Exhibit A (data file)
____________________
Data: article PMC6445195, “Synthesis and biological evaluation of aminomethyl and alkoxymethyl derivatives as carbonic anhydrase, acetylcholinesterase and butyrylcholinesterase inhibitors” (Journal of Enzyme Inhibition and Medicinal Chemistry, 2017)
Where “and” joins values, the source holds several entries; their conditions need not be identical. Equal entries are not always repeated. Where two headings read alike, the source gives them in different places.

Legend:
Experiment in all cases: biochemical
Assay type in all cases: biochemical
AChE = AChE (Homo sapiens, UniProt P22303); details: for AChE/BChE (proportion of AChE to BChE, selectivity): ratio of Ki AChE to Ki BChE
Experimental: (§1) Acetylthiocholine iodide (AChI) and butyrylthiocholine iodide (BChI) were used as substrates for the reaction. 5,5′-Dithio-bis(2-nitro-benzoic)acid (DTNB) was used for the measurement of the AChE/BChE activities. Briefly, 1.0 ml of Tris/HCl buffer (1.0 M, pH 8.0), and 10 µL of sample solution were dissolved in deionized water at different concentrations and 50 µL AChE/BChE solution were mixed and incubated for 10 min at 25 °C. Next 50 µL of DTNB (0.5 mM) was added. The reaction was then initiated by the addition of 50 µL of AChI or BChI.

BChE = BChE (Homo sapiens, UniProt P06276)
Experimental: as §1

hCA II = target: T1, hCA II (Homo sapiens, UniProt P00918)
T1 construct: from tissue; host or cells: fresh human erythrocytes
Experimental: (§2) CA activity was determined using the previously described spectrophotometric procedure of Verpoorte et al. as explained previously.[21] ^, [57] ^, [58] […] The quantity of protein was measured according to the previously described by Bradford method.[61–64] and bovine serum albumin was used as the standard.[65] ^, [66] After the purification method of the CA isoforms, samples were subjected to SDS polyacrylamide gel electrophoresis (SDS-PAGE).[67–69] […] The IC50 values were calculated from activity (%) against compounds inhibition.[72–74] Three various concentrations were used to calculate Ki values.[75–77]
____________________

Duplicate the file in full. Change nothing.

Data: article PMC6445195, “Synthesis and biological evaluation of aminomethyl and alkoxymethyl derivatives as carbonic anhydrase, acetylcholinesterase and butyrylcholinesterase inhibitors” (Journal of Enzyme Inhibition and Medicinal Chemistry, 2017)
Where “and” joins values, the source holds several entries; their conditions need not be identical. Equal entries are not always repeated. Where two headings read alike, the source gives them in different places.

Legend:
Experiment in all cases: biochemical
Assay type in all cases: biochemical
AChE = AChE (Homo sapiens, UniProt P22303); details: for AChE/BChE (proportion of AChE to BChE, selectivity): ratio of Ki AChE to Ki BChE
Experimental: (§1) Acetylthiocholine iodide (AChI) and butyrylthiocholine iodide (BChI) were used as substrates for the reaction. 5,5′-Dithio-bis(2-nitro-benzoic)acid (DTNB) was used for the measurement of the AChE/BChE activities. Briefly, 1.0 ml of Tris/HCl buffer (1.0 M, pH 8.0), and 10 µL of sample solution were dissolved in deionized water at different concentrations and 50 µL AChE/BChE solution were mixed and incubated for 10 min at 25 °C. Next 50 µL of DTNB (0.5 mM) was added. The reaction was then initiated by the addition of 50 µL of AChI or BChI.

BChE = BChE (Homo sapiens, UniProt P06276)
Experimental: as §1

hCA II = target: T1, hCA II (Homo sapiens, UniProt P00918)
T1 construct: from tissue; host or cells: fresh human erythrocytes
Experimental: (§2) CA activity was determined using the previously described spectrophotometric procedure of Verpoorte et al. as explained previously.[21] ^, [57] ^, [58] […] The quantity of protein was measured according to the previously described by Bradford method.[61–64] and bovine serum albumin was used as the standard.[65] ^, [66] After the purification method of the CA isoforms, samples were subjected to SDS polyacrylamide gel electrophoresis (SDS-PAGE).[67–69] […] The IC50 values were calculated from activity (%) against compounds inhibition.[72–74] Three various concentrations were used to calculate Ki values.[75–77]